7. Prepare for Special Circumstances: Discuss strategies with the school for managing situations such as field trips, physical education classes, and extracurricular activities. Make sure your child’s needs are accommodated during these times as well.

  8. Seizure-Proofing the Environment: Collaborate with the school to create a safe classroom environment. Discuss potential seizure triggers and ensure that any hazardous objects or obstacles are removed. If your child is photosensitive, consider addressing classroom lighting.

  9. Encourage Emotional Support: The emotional well-being of a student with epilepsy is crucial. Offer them a safe space to express their feelings and concerns. Consider connecting them with support groups or counselling services if needed.
    • Provide educational resources about epilepsy for the student and their classmates. A better understanding of epilepsy can lead to more empathy and support from peers.
    • Emotional support is a critical component of a successful transition back to school for students with epilepsy. It helps them manage the psychological and social aspects of living with epilepsy.

  10. Regular Check-ins: Throughout the school year, stay in touch with teachers and school staff to monitor your child’s progress and address any emerging issues. Regular communication ensures that everyone remains informed and can make necessary adjustments if required.
    • Plan and schedule regular meetings between the student, parents or guardians, teachers, and school staff. These meetings can be held monthly, quarterly, or as needed based on the student’s specific situation.
    • Collaborate with teachers to identify areas where additional support or accommodations may be needed.
    • Collaborate with the student to set academic and personal goals for the upcoming months. Encourage them to outline steps they can take to achieve these goals.
    • Keep detailed records of each check-in, including the topics discussed, decisions made, and action items. This documentation helps track progress and ensures accountability.

Navigating back to school with epilepsy requires collaboration, planning, and open communication between parents, students, and school staff. By following these tips and fostering a supportive environment, parents can help their children thrive academically and emotionally while managing their epilepsy. Remember, a well-prepared and educated community can make a significant difference in ensuring the success and well-being of students with epilepsy.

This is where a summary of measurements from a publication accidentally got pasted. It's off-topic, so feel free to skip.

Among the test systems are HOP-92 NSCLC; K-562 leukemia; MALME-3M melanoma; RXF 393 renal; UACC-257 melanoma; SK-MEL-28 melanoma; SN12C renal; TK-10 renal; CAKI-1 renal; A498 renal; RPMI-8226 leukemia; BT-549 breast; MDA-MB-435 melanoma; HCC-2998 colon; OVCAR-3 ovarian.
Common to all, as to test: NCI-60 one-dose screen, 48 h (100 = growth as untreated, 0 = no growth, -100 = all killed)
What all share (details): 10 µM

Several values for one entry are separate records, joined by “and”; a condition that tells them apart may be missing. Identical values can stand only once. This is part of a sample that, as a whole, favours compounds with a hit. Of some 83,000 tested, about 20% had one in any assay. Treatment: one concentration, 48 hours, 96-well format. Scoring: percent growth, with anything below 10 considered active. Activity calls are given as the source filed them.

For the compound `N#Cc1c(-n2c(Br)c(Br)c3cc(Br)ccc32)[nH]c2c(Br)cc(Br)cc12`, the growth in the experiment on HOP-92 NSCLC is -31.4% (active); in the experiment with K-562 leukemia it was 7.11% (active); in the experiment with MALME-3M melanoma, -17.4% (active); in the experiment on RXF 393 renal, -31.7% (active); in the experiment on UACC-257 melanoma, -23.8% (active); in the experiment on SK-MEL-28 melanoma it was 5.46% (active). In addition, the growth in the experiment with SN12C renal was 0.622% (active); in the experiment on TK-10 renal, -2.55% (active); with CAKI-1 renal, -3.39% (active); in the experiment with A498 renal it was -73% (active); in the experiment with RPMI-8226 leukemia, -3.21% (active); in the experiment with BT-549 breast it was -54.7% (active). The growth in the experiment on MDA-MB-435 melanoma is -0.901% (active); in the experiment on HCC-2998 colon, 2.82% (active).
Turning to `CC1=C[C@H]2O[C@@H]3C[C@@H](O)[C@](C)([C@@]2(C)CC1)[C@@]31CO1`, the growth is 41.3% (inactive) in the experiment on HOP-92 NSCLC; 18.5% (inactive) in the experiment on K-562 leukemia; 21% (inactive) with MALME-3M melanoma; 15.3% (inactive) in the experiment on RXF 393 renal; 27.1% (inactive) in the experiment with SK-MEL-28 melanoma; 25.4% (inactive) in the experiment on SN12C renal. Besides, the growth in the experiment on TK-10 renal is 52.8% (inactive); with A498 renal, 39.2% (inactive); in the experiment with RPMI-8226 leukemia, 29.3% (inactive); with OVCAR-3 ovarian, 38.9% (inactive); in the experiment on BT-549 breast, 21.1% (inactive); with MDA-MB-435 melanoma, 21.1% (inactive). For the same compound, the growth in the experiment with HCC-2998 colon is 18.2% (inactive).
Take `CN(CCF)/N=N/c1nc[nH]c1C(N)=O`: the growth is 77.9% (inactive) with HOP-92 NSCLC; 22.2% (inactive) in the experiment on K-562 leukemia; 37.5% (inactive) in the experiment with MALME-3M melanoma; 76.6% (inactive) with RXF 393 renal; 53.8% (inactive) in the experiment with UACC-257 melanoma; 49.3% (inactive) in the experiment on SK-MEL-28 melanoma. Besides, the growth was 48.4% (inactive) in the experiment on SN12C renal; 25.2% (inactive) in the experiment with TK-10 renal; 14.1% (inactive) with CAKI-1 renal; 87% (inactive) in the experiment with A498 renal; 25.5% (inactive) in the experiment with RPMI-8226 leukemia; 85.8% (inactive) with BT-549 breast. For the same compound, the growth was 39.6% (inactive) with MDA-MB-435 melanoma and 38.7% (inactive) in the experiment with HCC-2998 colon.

The Ripple Effect: Understanding How Epilepsy Affects the Whole Family

July 9, 2023
Impact of epilepsy on the family

Epilepsy, a neurological disease characterized by recurring seizures, not only impacts the individual diagnosed but also has far-reaching effects on their entire family. From emotional challenges to lifestyle adjustments and financial burdens, the ripple effect of epilepsy extends beyond the person experiencing seizures. In this blog post, we delve into the profound impact epilepsy has on families, shedding light on the often overlooked aspects of this condition.

  1. Emotional Roller Coaster:
    Epilepsy introduces an emotional roller coaster ride for both the person diagnosed and their family members. Seizures can strike at any time, leading to a range of emotions such as fear, worry, and anxiety. Witnessing a loved one experiencing a seizure can be a distressing and traumatic experience, leaving family members feeling helpless and concerned for their well-being. Managing these emotions and providing ongoing support becomes an integral part of their lives.
  1. Constant Vigilance:
    Living with epilepsy requires constant vigilance, and family members often find themselves on high alert. The unpredictability of seizures means that loved ones must always be prepared to provide immediate assistance and ensure a safe environment. This heightened state of alertness can be mentally and emotionally draining, as they are always anticipating and adapting to the needs of their family member with epilepsy.
  1. Lifestyle Adjustments:
    Epilepsy necessitates adjustments in everyday life for the entire family. Triggers that may provoke seizures, such as forgetting to take medication, stress, lack of sleep, flashing lights or certain foods, need to be avoided. Routines may need to be modified to accommodate medical appointments, medication schedules, and potential recovery periods. Additionally, creating a safe and supportive environment becomes paramount, which may involve making changes to the home or considering additional safety precautions. These adjustments require patience, understanding, and flexibility from everyone involved.
  1. Financial Burden:
    The financial implications of epilepsy can be significant for families. Medical expenses, including travel to doctor visits and anti seizure medications, can quickly accumulate. Furthermore, specialized treatments, therapies, and assistive devices may be necessary, all of which can strain a family’s financial resources. Additionally, epilepsy may affect the ability of the person diagnosed to work, leading to a loss of income. Balancing the financial burden while ensuring the best possible care for their loved one with epilepsy becomes a juggling act that families must navigate.
  1. Mental Health Impact: